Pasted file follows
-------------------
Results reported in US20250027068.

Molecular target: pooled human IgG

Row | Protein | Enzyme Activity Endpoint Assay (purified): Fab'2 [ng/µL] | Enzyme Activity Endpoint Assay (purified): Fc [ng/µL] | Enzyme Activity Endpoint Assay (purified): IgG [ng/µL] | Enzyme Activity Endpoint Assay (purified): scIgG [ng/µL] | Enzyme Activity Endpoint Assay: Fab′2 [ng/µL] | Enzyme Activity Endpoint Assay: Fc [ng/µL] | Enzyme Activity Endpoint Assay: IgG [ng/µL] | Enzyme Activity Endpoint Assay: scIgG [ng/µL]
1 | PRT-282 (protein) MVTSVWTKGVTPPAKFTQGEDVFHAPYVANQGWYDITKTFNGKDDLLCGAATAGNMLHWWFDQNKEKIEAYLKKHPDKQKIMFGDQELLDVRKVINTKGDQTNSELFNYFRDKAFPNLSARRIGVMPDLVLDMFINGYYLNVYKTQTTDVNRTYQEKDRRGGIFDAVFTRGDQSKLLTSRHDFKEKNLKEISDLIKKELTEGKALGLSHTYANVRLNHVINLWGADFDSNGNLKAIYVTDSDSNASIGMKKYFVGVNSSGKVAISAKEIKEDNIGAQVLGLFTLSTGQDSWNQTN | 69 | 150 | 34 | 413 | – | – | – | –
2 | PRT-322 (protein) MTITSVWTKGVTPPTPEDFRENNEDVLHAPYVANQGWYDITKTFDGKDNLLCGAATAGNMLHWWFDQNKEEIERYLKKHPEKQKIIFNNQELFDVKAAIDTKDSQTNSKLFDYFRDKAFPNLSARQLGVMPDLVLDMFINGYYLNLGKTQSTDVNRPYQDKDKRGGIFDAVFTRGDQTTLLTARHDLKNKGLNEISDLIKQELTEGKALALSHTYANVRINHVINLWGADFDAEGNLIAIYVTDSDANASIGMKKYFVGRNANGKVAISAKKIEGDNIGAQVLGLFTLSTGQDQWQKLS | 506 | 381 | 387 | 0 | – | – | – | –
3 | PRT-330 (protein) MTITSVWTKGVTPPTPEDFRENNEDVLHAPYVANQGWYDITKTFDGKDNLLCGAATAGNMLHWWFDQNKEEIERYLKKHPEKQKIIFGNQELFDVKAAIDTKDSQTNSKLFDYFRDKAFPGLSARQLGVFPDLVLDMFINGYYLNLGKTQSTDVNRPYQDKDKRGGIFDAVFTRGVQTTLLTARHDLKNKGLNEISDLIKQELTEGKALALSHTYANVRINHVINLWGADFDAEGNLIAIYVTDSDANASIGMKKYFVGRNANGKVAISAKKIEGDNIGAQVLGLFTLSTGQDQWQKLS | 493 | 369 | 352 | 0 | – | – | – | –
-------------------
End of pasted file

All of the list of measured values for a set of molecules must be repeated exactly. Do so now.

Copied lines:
Results reported in US20250027068.

Molecular target: pooled human IgG

Row | Protein | Enzyme Activity Endpoint Assay (purified): Fab'2 [ng/µL] | Enzyme Activity Endpoint Assay (purified): Fc [ng/µL] | Enzyme Activity Endpoint Assay (purified): IgG [ng/µL] | Enzyme Activity Endpoint Assay (purified): scIgG [ng/µL] | Enzyme Activity Endpoint Assay: Fab′2 [ng/µL] | Enzyme Activity Endpoint Assay: Fc [ng/µL] | Enzyme Activity Endpoint Assay: IgG [ng/µL] | Enzyme Activity Endpoint Assay: scIgG [ng/µL]
1 | PRT-282 (protein) MVTSVWTKGVTPPAKFTQGEDVFHAPYVANQGWYDITKTFNGKDDLLCGAATAGNMLHWWFDQNKEKIEAYLKKHPDKQKIMFGDQELLDVRKVINTKGDQTNSELFNYFRDKAFPNLSARRIGVMPDLVLDMFINGYYLNVYKTQTTDVNRTYQEKDRRGGIFDAVFTRGDQSKLLTSRHDFKEKNLKEISDLIKKELTEGKALGLSHTYANVRLNHVINLWGADFDSNGNLKAIYVTDSDSNASIGMKKYFVGVNSSGKVAISAKEIKEDNIGAQVLGLFTLSTGQDSWNQTN | 69 | 150 | 34 | 413 | – | – | – | –
2 | PRT-322 (protein) MTITSVWTKGVTPPTPEDFRENNEDVLHAPYVANQGWYDITKTFDGKDNLLCGAATAGNMLHWWFDQNKEEIERYLKKHPEKQKIIFNNQELFDVKAAIDTKDSQTNSKLFDYFRDKAFPNLSARQLGVMPDLVLDMFINGYYLNLGKTQSTDVNRPYQDKDKRGGIFDAVFTRGDQTTLLTARHDLKNKGLNEISDLIKQELTEGKALALSHTYANVRINHVINLWGADFDAEGNLIAIYVTDSDANASIGMKKYFVGRNANGKVAISAKKIEGDNIGAQVLGLFTLSTGQDQWQKLS | 506 | 381 | 387 | 0 | – | – | – | –
3 | PRT-330 (protein) MTITSVWTKGVTPPTPEDFRENNEDVLHAPYVANQGWYDITKTFDGKDNLLCGAATAGNMLHWWFDQNKEEIERYLKKHPEKQKIIFGNQELFDVKAAIDTKDSQTNSKLFDYFRDKAFPGLSARQLGVFPDLVLDMFINGYYLNLGKTQSTDVNRPYQDKDKRGGIFDAVFTRGVQTTLLTARHDLKNKGLNEISDLIKQELTEGKALALSHTYANVRINHVINLWGADFDAEGNLIAIYVTDSDANASIGMKKYFVGRNANGKVAISAKKIEGDNIGAQVLGLFTLSTGQDQWQKLS | 493 | 369 | 352 | 0 | – | – | – | –